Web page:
A systematic review of inequalities in the uptake of, adherence to, and effectiveness of behavioral weight management interventions in adults.
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Birch, J. M., Jones, R. A., Mueller, J., McDonald, M. D., Richards, R., Kelly, M. P., Griffin, S. J., & et al. (2022). A systematic review of inequalities in the uptake of, adherence to, and effectiveness of behavioral weight management interventions in adults.. Obes Rev https://doi.org/10.1111/obr.13438
The extent to which behavioral weight management interventions affect health inequalities is uncertain, as is whether trials of these interventions directly consider inequalities. We conducted a systematic review, synthesizing evidence on how different aspects of inequality impact uptake, adherence, and effectiveness in trials of behavioral weight management interventions. We included (cluster-) randomized controlled trials of primary care-applicable behavioral weight management interventions in adults with overweight or obesity published prior to March 2020. Data about trial uptake, intervention adherence, attrition, and weight change by PROGRESS-Plus criteria (place of residence, race/ethnicity, occupation, gender, religion, education, socioeconomic status, social capital, plus other discriminating factors) were extracted. Data were synthesized narratively and summarized in harvest plots. We identified 91 behavioral weight loss interventions and 12 behavioral weight loss maintenance interventions. Fifty-six of the 103 trials considered inequalities in relation to at least one of intervention or trial uptake (n = 15), intervention adherence (n = 15), trial attrition (n = 32), or weight outcome (n = 34). Most trials found no inequalities gradient. If a gradient was observed for trial uptake, intervention adherence, and trial attrition, those considered "more advantaged" did best. Alternative methods of data synthesis that enable data to be pooled and increase statistical power may enhance understanding of inequalities in behavioral weight management interventions.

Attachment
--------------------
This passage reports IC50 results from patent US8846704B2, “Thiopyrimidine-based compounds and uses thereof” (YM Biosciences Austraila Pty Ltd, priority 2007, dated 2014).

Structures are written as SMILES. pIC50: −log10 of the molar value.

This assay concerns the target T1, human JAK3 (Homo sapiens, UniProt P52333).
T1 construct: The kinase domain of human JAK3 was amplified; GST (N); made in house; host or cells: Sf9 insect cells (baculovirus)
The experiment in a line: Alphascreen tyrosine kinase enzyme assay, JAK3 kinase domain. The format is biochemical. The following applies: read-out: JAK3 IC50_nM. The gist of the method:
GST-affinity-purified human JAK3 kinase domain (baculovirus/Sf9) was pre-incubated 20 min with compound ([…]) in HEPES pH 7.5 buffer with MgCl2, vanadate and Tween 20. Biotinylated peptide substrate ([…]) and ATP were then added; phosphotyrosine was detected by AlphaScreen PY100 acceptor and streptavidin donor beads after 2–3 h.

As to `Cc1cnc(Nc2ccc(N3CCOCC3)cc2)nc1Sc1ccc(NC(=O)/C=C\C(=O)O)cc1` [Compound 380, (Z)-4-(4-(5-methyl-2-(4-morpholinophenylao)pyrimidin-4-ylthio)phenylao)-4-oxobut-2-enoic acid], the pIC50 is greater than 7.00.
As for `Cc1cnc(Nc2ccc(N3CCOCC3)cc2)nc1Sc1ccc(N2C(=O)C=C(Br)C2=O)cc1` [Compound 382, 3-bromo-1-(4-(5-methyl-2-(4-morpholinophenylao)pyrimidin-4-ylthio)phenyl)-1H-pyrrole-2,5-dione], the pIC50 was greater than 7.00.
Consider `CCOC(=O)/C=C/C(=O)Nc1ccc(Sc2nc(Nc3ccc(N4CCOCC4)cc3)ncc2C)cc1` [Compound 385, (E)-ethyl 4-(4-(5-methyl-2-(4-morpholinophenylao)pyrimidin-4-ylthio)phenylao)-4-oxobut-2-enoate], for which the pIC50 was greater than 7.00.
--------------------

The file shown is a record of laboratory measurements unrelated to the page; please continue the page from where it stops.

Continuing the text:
JMB, RAJ, SJG and ALA are supported by the Medical Research Council (MRC) (Grant MC_UU_00006/6). MDMcD is supported by an Australian Government Research Training Program Scholarship.
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External DOI: https://doi.org/10.1111/obr.13438
This record's URL: https://www.repository.cam.ac.uk/handle/1810/334384
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